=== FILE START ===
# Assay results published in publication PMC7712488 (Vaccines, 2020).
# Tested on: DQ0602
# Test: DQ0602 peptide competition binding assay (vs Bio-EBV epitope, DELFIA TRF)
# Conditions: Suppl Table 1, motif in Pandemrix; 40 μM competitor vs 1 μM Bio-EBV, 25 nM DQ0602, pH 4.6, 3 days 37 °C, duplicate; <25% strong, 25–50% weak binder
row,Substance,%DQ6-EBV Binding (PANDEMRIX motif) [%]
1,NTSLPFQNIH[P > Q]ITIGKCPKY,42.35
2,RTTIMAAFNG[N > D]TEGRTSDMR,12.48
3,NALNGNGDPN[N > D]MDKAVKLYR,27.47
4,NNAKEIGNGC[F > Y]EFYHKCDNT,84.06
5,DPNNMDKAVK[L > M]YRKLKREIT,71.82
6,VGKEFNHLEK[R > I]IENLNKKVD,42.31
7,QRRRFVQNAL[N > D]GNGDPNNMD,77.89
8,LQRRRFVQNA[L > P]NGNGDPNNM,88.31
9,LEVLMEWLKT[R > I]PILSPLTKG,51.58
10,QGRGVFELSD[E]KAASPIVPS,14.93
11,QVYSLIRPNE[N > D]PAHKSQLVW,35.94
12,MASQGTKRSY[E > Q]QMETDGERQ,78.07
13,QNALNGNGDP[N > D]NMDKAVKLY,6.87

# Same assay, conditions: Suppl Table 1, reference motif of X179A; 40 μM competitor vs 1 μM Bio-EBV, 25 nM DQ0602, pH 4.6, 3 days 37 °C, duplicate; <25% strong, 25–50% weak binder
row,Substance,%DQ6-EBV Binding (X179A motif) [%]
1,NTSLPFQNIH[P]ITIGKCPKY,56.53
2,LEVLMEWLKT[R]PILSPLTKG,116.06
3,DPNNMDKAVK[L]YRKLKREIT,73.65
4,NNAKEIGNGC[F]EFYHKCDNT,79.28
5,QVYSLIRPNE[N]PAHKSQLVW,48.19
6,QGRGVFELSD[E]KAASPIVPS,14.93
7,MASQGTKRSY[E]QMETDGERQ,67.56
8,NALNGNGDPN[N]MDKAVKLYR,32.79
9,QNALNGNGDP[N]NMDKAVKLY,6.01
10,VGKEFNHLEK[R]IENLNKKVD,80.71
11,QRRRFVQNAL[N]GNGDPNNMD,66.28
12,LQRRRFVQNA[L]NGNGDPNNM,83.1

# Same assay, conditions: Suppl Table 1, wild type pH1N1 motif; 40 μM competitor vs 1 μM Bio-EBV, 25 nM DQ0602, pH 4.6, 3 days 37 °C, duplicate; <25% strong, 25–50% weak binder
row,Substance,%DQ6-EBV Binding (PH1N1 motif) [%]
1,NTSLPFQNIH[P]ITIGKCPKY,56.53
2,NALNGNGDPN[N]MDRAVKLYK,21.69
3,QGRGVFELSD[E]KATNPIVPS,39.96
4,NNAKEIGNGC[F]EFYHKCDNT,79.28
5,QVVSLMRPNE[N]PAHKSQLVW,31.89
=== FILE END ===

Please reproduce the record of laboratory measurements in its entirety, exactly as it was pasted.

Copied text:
# Assay results published in publication PMC7712488 (Vaccines, 2020).
# Tested on: DQ0602
# Test: DQ0602 peptide competition binding assay (vs Bio-EBV epitope, DELFIA TRF)
# Conditions: Suppl Table 1, motif in Pandemrix; 40 μM competitor vs 1 μM Bio-EBV, 25 nM DQ0602, pH 4.6, 3 days 37 °C, duplicate; <25% strong, 25–50% weak binder
row,Substance,%DQ6-EBV Binding (PANDEMRIX motif) [%]
1,NTSLPFQNIH[P > Q]ITIGKCPKY,42.35
2,RTTIMAAFNG[N > D]TEGRTSDMR,12.48
3,NALNGNGDPN[N > D]MDKAVKLYR,27.47
4,NNAKEIGNGC[F > Y]EFYHKCDNT,84.06
5,DPNNMDKAVK[L > M]YRKLKREIT,71.82
6,VGKEFNHLEK[R > I]IENLNKKVD,42.31
7,QRRRFVQNAL[N > D]GNGDPNNMD,77.89
8,LQRRRFVQNA[L > P]NGNGDPNNM,88.31
9,LEVLMEWLKT[R > I]PILSPLTKG,51.58
10,QGRGVFELSD[E]KAASPIVPS,14.93
11,QVYSLIRPNE[N > D]PAHKSQLVW,35.94
12,MASQGTKRSY[E > Q]QMETDGERQ,78.07
13,QNALNGNGDP[N > D]NMDKAVKLY,6.87

# Same assay, conditions: Suppl Table 1, reference motif of X179A; 40 μM competitor vs 1 μM Bio-EBV, 25 nM DQ0602, pH 4.6, 3 days 37 °C, duplicate; <25% strong, 25–50% weak binder
row,Substance,%DQ6-EBV Binding (X179A motif) [%]
1,NTSLPFQNIH[P]ITIGKCPKY,56.53
2,LEVLMEWLKT[R]PILSPLTKG,116.06
3,DPNNMDKAVK[L]YRKLKREIT,73.65
4,NNAKEIGNGC[F]EFYHKCDNT,79.28
5,QVYSLIRPNE[N]PAHKSQLVW,48.19
6,QGRGVFELSD[E]KAASPIVPS,14.93
7,MASQGTKRSY[E]QMETDGERQ,67.56
8,NALNGNGDPN[N]MDKAVKLYR,32.79
9,QNALNGNGDP[N]NMDKAVKLY,6.01
10,VGKEFNHLEK[R]IENLNKKVD,80.71
11,QRRRFVQNAL[N]GNGDPNNMD,66.28
12,LQRRRFVQNA[L]NGNGDPNNM,83.1

# Same assay, conditions: Suppl Table 1, wild type pH1N1 motif; 40 μM competitor vs 1 μM Bio-EBV, 25 nM DQ0602, pH 4.6, 3 days 37 °C, duplicate; <25% strong, 25–50% weak binder
row,Substance,%DQ6-EBV Binding (PH1N1 motif) [%]
1,NTSLPFQNIH[P]ITIGKCPKY,56.53
2,NALNGNGDPN[N]MDRAVKLYK,21.69
3,QGRGVFELSD[E]KATNPIVPS,39.96
4,NNAKEIGNGC[F]EFYHKCDNT,79.28
5,QVVSLMRPNE[N]PAHKSQLVW,31.89